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Munkholmen is an islet in the municipality of Trondheim. The 13,000-square-metre island sits in the Trondheimsfjord about 1,3 kilometres northwest of the island of Brattøra and the mouth of the river Nidelva in the center of the city of Trondheim. The islet has served as a place of execution, a monastery, a fortress, prison, and a World War II anti-aircraft gun station. Today, Munkholmen is a popular tourist attraction and recreation site.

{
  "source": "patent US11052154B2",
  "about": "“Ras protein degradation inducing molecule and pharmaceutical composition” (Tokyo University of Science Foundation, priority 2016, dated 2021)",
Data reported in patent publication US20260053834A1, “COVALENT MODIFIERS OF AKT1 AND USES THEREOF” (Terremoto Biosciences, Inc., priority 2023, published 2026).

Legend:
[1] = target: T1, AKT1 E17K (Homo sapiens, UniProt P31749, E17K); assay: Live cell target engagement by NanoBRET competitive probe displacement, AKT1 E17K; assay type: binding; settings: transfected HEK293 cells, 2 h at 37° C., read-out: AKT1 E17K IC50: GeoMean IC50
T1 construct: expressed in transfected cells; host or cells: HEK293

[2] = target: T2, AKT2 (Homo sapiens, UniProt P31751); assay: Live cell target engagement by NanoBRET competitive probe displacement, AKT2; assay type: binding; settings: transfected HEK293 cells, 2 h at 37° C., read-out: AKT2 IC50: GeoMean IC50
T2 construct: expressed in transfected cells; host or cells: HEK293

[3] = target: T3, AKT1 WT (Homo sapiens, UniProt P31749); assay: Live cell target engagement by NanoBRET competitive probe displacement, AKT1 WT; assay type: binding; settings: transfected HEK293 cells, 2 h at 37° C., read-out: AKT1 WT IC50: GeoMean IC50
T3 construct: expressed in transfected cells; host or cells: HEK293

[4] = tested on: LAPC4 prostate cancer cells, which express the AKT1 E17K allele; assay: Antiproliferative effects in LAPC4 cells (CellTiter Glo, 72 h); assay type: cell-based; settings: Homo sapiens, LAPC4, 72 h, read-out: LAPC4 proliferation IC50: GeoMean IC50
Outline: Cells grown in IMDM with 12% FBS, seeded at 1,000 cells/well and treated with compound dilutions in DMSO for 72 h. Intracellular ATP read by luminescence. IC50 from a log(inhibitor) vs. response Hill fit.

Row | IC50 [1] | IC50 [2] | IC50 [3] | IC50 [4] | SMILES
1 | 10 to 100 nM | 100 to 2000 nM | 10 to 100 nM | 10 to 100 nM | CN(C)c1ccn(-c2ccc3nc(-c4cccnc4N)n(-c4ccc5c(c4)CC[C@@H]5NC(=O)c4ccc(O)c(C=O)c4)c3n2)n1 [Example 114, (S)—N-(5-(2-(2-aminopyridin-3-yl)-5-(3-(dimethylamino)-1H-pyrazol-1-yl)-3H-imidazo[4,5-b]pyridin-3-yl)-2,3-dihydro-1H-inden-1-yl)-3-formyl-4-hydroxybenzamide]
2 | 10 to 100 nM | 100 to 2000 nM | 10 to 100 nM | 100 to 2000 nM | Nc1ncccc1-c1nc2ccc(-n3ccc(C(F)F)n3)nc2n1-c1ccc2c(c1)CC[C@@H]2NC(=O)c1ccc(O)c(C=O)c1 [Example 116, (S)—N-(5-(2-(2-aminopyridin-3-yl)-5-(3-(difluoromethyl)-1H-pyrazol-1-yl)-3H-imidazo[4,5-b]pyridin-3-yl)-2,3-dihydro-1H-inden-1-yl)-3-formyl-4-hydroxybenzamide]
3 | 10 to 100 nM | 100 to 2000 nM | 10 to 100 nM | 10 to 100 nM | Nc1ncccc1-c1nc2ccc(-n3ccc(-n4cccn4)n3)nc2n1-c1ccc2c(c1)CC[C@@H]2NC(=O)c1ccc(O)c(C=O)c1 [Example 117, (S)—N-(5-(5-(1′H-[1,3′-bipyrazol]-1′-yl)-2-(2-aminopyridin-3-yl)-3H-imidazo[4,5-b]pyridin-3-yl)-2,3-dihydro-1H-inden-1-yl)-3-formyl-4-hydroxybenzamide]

Construction of a fort on the island began in 1658 following the Swedish siege of Trondheim during the Dano-Swedish War in 1658-1660. When it was completed in 1661, the fort was also used as a state prison for society´s rejects. Count Peder Griffenfeld, Munkholmen´s most famous prisoner, was transferred from the fortress of Copenhagen in 1671. Griffenfeld was kept at Munkholmen for 18 years, after which he was released, having contracted a terminal illness. From 1700 to 1704, the commander of the fort was Major Curt Christoph von Koppelow. The fort remained in operation until 1893.

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